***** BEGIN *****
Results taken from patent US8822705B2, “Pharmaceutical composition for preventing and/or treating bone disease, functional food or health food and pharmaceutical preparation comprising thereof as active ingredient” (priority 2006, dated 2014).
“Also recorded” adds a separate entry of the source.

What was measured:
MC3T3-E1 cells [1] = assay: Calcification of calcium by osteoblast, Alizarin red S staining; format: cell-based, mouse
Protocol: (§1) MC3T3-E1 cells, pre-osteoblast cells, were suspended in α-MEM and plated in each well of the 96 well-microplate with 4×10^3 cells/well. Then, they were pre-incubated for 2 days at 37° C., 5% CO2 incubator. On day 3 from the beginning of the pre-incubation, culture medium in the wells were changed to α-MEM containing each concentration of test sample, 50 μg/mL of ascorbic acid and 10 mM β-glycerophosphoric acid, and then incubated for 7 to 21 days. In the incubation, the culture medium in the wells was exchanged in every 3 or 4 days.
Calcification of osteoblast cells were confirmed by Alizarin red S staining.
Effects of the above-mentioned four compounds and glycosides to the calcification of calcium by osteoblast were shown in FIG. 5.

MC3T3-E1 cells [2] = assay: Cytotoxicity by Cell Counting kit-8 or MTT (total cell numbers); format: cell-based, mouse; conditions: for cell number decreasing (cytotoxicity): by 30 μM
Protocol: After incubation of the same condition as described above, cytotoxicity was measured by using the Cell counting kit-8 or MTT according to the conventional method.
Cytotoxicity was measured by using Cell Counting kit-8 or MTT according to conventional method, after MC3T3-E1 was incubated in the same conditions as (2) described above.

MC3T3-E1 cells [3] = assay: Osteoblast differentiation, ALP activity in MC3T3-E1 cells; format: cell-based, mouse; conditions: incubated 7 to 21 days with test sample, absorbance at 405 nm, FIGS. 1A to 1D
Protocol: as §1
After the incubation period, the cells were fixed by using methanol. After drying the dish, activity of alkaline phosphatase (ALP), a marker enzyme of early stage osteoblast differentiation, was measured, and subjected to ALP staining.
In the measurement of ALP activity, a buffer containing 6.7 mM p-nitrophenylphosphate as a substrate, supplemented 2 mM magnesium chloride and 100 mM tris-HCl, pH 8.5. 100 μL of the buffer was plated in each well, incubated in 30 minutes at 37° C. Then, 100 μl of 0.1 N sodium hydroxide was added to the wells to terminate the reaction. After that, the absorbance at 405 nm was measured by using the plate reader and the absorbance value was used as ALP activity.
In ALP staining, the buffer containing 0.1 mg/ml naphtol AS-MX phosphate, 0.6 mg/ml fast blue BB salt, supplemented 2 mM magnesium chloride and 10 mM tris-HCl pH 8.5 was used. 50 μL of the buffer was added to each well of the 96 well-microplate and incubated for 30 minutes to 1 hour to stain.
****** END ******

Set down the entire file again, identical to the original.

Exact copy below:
Results taken from patent US8822705B2, “Pharmaceutical composition for preventing and/or treating bone disease, functional food or health food and pharmaceutical preparation comprising thereof as active ingredient” (priority 2006, dated 2014).
“Also recorded” adds a separate entry of the source.

What was measured:
MC3T3-E1 cells [1] = assay: Calcification of calcium by osteoblast, Alizarin red S staining; format: cell-based, mouse
Protocol: (§1) MC3T3-E1 cells, pre-osteoblast cells, were suspended in α-MEM and plated in each well of the 96 well-microplate with 4×10^3 cells/well. Then, they were pre-incubated for 2 days at 37° C., 5% CO2 incubator. On day 3 from the beginning of the pre-incubation, culture medium in the wells were changed to α-MEM containing each concentration of test sample, 50 μg/mL of ascorbic acid and 10 mM β-glycerophosphoric acid, and then incubated for 7 to 21 days. In the incubation, the culture medium in the wells was exchanged in every 3 or 4 days.
Calcification of osteoblast cells were confirmed by Alizarin red S staining.
Effects of the above-mentioned four compounds and glycosides to the calcification of calcium by osteoblast were shown in FIG. 5.

MC3T3-E1 cells [2] = assay: Cytotoxicity by Cell Counting kit-8 or MTT (total cell numbers); format: cell-based, mouse; conditions: for cell number decreasing (cytotoxicity): by 30 μM
Protocol: After incubation of the same condition as described above, cytotoxicity was measured by using the Cell counting kit-8 or MTT according to the conventional method.
Cytotoxicity was measured by using Cell Counting kit-8 or MTT according to conventional method, after MC3T3-E1 was incubated in the same conditions as (2) described above.

MC3T3-E1 cells [3] = assay: Osteoblast differentiation, ALP activity in MC3T3-E1 cells; format: cell-based, mouse; conditions: incubated 7 to 21 days with test sample, absorbance at 405 nm, FIGS. 1A to 1D
Protocol: as §1
After the incubation period, the cells were fixed by using methanol. After drying the dish, activity of alkaline phosphatase (ALP), a marker enzyme of early stage osteoblast differentiation, was measured, and subjected to ALP staining.
In the measurement of ALP activity, a buffer containing 6.7 mM p-nitrophenylphosphate as a substrate, supplemented 2 mM magnesium chloride and 100 mM tris-HCl, pH 8.5. 100 μL of the buffer was plated in each well, incubated in 30 minutes at 37° C. Then, 100 μl of 0.1 N sodium hydroxide was added to the wells to terminate the reaction. After that, the absorbance at 405 nm was measured by using the plate reader and the absorbance value was used as ALP activity.
In ALP staining, the buffer containing 0.1 mg/ml naphtol AS-MX phosphate, 0.6 mg/ml fast blue BB salt, supplemented 2 mM magnesium chloride and 10 mM tris-HCl pH 8.5 was used. 50 μL of the buffer was added to each well of the 96 well-microplate and incubated for 30 minutes to 1 hour to stain.